How far beyond do audiences need to be taken of the Re-Animator series? This is further away from the core of that ill-thought-out but ever-enjoyable sequel to the original. Jeffrey Combs returns for his third outing as Dr. Herbert West, a role that will define his career until the end. That is not a bad way to live, but Beyond Re-Animator, the third and (hopefully) final in the series, is a sour note. Combs comes back to the role out of duty more than anything. West meddles with the foundation of science once more in a feature that looks to scare, disturb and shock without trying much at all.
It does not linger on as a lazy feature. Beyond Re-Animator has the benefit of Combs’ dedication to the role. Brian Yuzna returns to direct his second feature of the series, and with the gusto of the shlock and awe style he provided in Bride of the Re-Animator, audiences are conned into a safety net. Happenstance occurrences reunite Combs with a character unknown to those at home, yet surprisingly well-known to West. The brother of a character who featured in a film very vaguely some years ago. My my, what a connection. It is that cling to the past that steers Yuzna and, by extension Combs, so poorly toward the pile of rose-tinted regret. An awkward choice is a reason behind it. Why try and connect the characters to the past features if the main character is still featured? It feels nonsensical, but also essential.
That is the issue Beyond Re-Animator has. It is both a faithful continuation of the characters that return, but also a completely useless expedition into finding new pockets of detail to characters who were, at best, very ill-defined. Combs’ name may be plastered onto the piece, but the focus soon turns to Jason Barry and Elsa Pataky, whose performances leave much to be desired. They are the right fit for this sort of shlock filler, but Combs overshadows them, naturally so. He is the madman at the centre of it all. Beyond Re-Animator depends entirely on the reaction of an audience to Combs’ performance and how well he portrays this old character. Make no mistake, returning to the warmth of a role this big after so many years out in the cold is a hard task to manage. Combs gives it his best shot and is amicable, bolstered by the useless supporters around him.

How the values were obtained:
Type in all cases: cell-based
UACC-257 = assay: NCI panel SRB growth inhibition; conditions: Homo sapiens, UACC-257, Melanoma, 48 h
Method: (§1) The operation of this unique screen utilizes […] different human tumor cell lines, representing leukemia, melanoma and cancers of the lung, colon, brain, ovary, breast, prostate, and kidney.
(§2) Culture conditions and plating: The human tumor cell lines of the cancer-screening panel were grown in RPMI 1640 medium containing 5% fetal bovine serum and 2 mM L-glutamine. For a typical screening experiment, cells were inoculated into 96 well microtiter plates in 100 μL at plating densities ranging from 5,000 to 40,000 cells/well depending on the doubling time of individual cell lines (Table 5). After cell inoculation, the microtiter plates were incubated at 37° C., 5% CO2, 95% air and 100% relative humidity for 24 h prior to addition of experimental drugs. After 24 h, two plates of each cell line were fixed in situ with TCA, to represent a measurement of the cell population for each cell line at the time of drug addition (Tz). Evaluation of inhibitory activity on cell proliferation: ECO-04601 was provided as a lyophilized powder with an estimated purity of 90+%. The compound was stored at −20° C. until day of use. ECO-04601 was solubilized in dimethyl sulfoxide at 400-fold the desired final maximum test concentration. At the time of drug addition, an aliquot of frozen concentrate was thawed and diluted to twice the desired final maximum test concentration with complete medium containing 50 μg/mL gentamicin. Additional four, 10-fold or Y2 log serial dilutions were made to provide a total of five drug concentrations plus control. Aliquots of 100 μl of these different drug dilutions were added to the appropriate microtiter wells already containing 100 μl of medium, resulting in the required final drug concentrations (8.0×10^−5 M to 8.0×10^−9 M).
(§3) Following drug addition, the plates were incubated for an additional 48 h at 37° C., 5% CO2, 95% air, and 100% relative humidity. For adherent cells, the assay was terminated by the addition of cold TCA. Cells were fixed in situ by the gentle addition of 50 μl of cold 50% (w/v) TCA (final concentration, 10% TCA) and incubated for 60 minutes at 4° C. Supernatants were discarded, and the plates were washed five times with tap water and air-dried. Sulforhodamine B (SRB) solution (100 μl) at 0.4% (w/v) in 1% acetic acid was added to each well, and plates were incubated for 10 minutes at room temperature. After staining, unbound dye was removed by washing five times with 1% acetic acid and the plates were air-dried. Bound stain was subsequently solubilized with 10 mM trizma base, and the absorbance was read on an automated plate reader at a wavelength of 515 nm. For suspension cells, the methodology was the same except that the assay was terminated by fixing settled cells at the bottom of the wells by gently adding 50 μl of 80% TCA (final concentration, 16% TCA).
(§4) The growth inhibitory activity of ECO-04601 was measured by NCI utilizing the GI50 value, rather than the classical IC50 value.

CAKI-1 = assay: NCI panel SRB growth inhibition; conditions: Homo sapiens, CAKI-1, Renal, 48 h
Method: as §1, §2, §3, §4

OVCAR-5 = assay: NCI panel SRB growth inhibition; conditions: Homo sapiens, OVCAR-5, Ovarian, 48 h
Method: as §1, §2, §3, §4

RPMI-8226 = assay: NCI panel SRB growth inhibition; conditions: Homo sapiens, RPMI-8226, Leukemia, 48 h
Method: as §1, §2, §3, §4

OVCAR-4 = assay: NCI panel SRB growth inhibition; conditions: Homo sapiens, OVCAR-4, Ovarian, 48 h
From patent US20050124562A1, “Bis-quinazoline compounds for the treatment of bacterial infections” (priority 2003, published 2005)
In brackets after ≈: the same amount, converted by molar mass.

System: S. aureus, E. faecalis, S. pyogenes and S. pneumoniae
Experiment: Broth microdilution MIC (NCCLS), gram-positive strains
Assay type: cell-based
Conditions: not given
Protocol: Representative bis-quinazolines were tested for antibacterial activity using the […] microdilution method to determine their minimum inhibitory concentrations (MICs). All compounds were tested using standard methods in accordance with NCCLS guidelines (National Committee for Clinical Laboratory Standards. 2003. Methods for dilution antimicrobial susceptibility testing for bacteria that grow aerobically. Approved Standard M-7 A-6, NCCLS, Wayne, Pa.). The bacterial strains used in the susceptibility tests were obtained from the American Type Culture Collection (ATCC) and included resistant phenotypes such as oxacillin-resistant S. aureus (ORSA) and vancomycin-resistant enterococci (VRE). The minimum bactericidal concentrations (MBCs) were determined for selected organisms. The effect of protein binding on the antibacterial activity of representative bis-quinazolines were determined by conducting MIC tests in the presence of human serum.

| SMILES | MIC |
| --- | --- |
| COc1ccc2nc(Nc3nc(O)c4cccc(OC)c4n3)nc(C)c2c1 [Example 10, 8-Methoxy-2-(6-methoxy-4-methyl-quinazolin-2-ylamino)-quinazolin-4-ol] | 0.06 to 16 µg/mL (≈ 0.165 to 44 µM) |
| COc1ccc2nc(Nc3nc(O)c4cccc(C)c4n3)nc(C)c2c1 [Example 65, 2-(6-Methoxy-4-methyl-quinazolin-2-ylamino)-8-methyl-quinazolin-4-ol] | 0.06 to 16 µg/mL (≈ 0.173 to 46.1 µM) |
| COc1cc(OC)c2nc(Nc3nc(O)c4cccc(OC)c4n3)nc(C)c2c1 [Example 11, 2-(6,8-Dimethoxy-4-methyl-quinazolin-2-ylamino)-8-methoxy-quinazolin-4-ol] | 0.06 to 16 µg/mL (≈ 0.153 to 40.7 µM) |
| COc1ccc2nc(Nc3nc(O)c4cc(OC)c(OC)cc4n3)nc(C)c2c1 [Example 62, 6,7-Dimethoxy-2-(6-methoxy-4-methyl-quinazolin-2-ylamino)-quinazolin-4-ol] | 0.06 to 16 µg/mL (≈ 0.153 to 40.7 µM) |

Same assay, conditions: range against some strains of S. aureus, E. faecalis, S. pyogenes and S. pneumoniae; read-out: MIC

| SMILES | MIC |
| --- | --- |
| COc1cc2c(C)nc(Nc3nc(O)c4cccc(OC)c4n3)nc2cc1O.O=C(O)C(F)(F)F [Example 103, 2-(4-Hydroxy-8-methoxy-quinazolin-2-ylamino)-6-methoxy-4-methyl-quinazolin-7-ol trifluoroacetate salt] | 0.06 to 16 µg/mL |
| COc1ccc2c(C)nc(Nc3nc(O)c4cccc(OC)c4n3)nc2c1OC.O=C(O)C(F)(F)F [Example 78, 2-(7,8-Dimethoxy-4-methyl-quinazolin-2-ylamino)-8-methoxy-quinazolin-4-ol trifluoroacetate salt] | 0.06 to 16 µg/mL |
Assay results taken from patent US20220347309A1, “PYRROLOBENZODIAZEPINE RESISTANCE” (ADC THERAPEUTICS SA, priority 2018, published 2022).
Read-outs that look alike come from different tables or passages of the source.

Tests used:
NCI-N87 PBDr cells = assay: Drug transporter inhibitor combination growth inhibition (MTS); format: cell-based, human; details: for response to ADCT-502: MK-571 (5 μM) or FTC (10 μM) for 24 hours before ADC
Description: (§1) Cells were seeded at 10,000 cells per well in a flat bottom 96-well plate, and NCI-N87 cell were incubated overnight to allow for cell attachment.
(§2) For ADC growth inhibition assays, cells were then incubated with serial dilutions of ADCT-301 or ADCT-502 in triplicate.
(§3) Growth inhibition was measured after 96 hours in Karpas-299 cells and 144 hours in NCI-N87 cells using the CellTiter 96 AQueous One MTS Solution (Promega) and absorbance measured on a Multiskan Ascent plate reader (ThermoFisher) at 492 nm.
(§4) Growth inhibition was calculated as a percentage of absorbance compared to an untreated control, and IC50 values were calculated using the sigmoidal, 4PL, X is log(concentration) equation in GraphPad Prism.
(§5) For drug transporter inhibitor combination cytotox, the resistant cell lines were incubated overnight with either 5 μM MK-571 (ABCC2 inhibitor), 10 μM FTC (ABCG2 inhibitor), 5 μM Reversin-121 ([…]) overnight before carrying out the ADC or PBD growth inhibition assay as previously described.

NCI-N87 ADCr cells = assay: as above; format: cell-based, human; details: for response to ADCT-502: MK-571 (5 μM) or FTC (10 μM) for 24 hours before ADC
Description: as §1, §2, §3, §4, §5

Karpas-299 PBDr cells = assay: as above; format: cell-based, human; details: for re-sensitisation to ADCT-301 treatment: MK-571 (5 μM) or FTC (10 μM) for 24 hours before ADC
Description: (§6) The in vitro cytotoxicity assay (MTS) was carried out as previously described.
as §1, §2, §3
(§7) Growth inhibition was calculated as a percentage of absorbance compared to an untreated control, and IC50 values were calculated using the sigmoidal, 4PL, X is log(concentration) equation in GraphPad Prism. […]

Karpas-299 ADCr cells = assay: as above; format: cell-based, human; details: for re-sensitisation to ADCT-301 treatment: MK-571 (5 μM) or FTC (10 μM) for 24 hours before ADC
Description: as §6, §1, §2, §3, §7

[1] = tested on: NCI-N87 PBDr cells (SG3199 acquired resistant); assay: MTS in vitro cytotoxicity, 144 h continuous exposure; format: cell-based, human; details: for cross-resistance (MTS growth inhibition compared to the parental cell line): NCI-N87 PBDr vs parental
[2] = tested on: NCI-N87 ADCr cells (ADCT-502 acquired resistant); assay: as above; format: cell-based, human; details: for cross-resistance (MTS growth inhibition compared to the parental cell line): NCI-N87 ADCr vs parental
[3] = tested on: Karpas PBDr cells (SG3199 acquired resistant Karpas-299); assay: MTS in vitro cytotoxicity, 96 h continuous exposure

At the very least, it is still the same gutsy and strange world fans of the series will long for. Beyond Re-Animator is susceptible to backlash from those very same fans. It will appease some and offend others. Mostly, though, it will cut them right down the middle with a big swish of indifference. Combs returns, new characters are built on and broken down, yet none of it matters all that much. What would the point of it all be? Combs cooped up in a cell commandeering experiments on literal lab rats. Why it happens, who knows? What it’s for? Not a clue. It is a film set in places and stages that are there solely to reinvigorate a memory of the films that came before it. Better projects, with smarter ideas and interesting effects. Neither is apparent in this third entry into this odd little trilogy.